Open source intelligence (OSINT) has played a key role in the war in Ukraine. Unlike terrorists, massive movements of troops and military equipment are not particularly discreet, making them easy to detect through analyses of both social networks and commercial satellite imagery. Naturally, this form of intelligence – which is legal, abundant and inexpensive – can be complemented with classic technical intelligence practices.

The United States extensively declassified its intelligence analyses, which it shared with its allies and later released to the media. This was done as part of the “integrated deterrence” concept described in the United States’ National Security Strategy. According to this principle, it is of vital interest for the United States to deter external aggression – beyond nuclear and conventional deterrence – through the integration of all areas of power, including intelligence. The aim of the US declassifying its intelligence was to deter Russia from invading Ukraine, by depriving it of the element of surprise and thereby influencing its cost calculations[1].

The war in Ukraine is certainly not the first case of intelligence data being declassified. However, these new circumstances are truly different in nature. Until now, declassified intelligence data was descriptive, ex-post (e.g. the use of chemical weapons in Syria) and aimed at legitimizing future action by the declassifying State (e.g. Operation Hamilton). However, in the Ukrainian context, intelligence data is predictive, ex-ante and aimed at dissuading another State from taking action. Despite French intelligence’s efforts to strengthen its predictive capabilities at the turn of 2015, it remained unable to anticipate Russia’s intentions.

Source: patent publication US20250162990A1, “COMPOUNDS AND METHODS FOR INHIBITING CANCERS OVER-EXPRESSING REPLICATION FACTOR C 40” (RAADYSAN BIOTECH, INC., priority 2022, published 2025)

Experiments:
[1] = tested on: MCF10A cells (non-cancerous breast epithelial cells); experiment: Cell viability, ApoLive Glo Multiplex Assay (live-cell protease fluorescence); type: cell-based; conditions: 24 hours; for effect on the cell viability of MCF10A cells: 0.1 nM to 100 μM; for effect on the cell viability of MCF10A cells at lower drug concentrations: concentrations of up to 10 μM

From a purely pragmatic point of view, this predictive strategy is a win-win. If the predicted event occurs, it validates the initial analysis a posteriori (that being said, the possibility of a self-fulfilling prophecy cannot be ruled out). If the event does not occur, the deterrent effect is deemed effective – instead of leading to the conclusion that the initial prediction was based on a flawed analysis.

Thus, this new strategic environment is sure to have a permanent impact on the field of intelligence. While it is still too early to identify all of the changes that the war in Ukraine will bring about within the intelligence community, several trends can already be highlighted.